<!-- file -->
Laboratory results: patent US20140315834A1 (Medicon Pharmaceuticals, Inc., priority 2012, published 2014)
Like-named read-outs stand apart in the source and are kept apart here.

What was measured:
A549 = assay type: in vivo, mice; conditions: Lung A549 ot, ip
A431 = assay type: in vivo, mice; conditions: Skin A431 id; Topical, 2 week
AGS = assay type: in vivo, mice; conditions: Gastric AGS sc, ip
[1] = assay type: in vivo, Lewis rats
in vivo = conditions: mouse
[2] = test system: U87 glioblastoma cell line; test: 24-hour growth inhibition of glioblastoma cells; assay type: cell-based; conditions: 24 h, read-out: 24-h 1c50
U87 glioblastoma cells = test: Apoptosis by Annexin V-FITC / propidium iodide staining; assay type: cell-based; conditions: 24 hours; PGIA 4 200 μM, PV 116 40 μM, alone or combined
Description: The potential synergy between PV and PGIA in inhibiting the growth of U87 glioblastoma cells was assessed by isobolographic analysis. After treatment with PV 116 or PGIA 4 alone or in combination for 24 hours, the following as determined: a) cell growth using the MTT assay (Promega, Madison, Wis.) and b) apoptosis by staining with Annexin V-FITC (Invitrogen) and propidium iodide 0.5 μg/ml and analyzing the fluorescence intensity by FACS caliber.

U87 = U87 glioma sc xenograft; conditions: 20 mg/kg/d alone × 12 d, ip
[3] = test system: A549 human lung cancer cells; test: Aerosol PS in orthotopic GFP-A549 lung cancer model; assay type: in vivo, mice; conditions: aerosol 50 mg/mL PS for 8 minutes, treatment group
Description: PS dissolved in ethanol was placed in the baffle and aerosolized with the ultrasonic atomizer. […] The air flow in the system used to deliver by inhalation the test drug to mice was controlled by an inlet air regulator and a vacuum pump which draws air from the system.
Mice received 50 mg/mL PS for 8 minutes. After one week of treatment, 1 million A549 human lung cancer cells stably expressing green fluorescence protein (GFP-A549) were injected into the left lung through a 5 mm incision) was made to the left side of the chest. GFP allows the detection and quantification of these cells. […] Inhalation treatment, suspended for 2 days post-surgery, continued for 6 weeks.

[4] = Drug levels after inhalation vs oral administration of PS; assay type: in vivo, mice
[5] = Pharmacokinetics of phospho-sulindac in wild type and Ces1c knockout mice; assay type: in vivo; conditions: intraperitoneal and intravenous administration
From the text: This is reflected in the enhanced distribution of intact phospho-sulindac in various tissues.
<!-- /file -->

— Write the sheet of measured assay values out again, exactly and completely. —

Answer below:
Laboratory results: patent US20140315834A1 (Medicon Pharmaceuticals, Inc., priority 2012, published 2014)
Like-named read-outs stand apart in the source and are kept apart here.

What was measured:
A549 = assay type: in vivo, mice; conditions: Lung A549 ot, ip
A431 = assay type: in vivo, mice; conditions: Skin A431 id; Topical, 2 week
AGS = assay type: in vivo, mice; conditions: Gastric AGS sc, ip
[1] = assay type: in vivo, Lewis rats
in vivo = conditions: mouse
[2] = test system: U87 glioblastoma cell line; test: 24-hour growth inhibition of glioblastoma cells; assay type: cell-based; conditions: 24 h, read-out: 24-h 1c50
U87 glioblastoma cells = test: Apoptosis by Annexin V-FITC / propidium iodide staining; assay type: cell-based; conditions: 24 hours; PGIA 4 200 μM, PV 116 40 μM, alone or combined
Description: The potential synergy between PV and PGIA in inhibiting the growth of U87 glioblastoma cells was assessed by isobolographic analysis. After treatment with PV 116 or PGIA 4 alone or in combination for 24 hours, the following as determined: a) cell growth using the MTT assay (Promega, Madison, Wis.) and b) apoptosis by staining with Annexin V-FITC (Invitrogen) and propidium iodide 0.5 μg/ml and analyzing the fluorescence intensity by FACS caliber.

U87 = U87 glioma sc xenograft; conditions: 20 mg/kg/d alone × 12 d, ip
[3] = test system: A549 human lung cancer cells; test: Aerosol PS in orthotopic GFP-A549 lung cancer model; assay type: in vivo, mice; conditions: aerosol 50 mg/mL PS for 8 minutes, treatment group
Description: PS dissolved in ethanol was placed in the baffle and aerosolized with the ultrasonic atomizer. […] The air flow in the system used to deliver by inhalation the test drug to mice was controlled by an inlet air regulator and a vacuum pump which draws air from the system.
Mice received 50 mg/mL PS for 8 minutes. After one week of treatment, 1 million A549 human lung cancer cells stably expressing green fluorescence protein (GFP-A549) were injected into the left lung through a 5 mm incision) was made to the left side of the chest. GFP allows the detection and quantification of these cells. […] Inhalation treatment, suspended for 2 days post-surgery, continued for 6 weeks.

[4] = Drug levels after inhalation vs oral administration of PS; assay type: in vivo, mice
[5] = Pharmacokinetics of phospho-sulindac in wild type and Ces1c knockout mice; assay type: in vivo; conditions: intraperitoneal and intravenous administration
From the text: This is reflected in the enhanced distribution of intact phospho-sulindac in various tissues.